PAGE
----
I do not want to condemn Anna Quindlen’s Still Life with Bread Crumbs: A Novel because it all works out in the end. An adolescent desire to have all fiction descend into a scenario of gloom, with the accompanying doom, is a trap I try to avoid in life, so why not in the fiction I read and write?
The problem is less with the tying up the loose-end ending, than with some of the predictable turns of the plot. Even in Rebecca Winter’s sorrow and stress, Quindlen never wants to cause her readers too much pain. That said, Winter’s despair during her long period of solitude is disquieting, and something most have experienced.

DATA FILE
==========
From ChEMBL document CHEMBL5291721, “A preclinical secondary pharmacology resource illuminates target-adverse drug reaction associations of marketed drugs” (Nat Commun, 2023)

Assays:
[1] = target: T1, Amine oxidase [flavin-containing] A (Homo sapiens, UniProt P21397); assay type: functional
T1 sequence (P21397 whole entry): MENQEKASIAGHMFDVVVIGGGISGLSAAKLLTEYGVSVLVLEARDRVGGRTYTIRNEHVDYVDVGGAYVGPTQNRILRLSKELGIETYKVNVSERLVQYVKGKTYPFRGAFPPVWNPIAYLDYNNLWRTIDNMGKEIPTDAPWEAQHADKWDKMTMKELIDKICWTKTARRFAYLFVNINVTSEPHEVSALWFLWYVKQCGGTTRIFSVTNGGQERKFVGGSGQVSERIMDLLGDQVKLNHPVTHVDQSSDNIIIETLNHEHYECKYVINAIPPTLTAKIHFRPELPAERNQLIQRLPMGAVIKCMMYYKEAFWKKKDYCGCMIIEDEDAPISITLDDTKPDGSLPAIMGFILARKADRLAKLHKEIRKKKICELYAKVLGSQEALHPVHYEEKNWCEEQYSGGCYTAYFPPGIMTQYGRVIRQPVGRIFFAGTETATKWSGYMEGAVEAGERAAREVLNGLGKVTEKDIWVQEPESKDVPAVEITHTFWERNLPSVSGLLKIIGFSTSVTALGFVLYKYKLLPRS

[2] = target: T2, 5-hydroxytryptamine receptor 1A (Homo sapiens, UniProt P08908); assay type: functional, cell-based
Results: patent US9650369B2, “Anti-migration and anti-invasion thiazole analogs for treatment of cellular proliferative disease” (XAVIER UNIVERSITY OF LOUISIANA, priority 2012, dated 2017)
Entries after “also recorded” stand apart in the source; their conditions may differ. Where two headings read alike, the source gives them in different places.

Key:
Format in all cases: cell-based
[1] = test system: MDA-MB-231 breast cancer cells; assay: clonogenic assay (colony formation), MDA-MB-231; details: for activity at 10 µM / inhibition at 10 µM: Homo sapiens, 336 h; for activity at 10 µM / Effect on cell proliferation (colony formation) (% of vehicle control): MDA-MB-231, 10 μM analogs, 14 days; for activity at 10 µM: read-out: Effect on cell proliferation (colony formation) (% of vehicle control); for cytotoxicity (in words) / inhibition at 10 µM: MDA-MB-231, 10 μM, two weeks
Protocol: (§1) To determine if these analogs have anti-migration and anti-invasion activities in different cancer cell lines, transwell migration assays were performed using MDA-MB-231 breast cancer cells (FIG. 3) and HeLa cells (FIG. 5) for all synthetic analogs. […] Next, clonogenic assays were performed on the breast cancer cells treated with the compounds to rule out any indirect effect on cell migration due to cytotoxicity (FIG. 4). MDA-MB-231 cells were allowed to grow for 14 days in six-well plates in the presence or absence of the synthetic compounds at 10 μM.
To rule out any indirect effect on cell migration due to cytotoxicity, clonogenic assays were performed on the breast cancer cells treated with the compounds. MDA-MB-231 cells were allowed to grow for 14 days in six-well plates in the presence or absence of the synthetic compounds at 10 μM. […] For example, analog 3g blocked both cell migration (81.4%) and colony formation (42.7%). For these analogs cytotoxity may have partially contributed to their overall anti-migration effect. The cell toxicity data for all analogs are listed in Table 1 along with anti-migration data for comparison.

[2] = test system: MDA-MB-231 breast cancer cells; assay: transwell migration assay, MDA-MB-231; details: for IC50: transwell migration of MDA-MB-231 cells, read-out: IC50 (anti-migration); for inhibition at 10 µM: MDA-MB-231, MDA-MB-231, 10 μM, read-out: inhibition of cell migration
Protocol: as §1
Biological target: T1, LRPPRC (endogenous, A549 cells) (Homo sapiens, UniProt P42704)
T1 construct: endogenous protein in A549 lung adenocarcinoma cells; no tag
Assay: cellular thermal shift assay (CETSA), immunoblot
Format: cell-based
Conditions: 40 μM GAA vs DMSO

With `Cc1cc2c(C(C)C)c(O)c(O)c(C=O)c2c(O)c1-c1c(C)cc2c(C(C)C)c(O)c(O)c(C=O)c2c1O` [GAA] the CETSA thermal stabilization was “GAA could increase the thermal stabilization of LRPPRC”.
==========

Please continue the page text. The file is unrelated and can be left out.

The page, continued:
But overall, Quindlen does not want to tax us too much. In the end, this leaves us with a novel that does not expand our horizons as readers, or stretch the possibilities of the novel.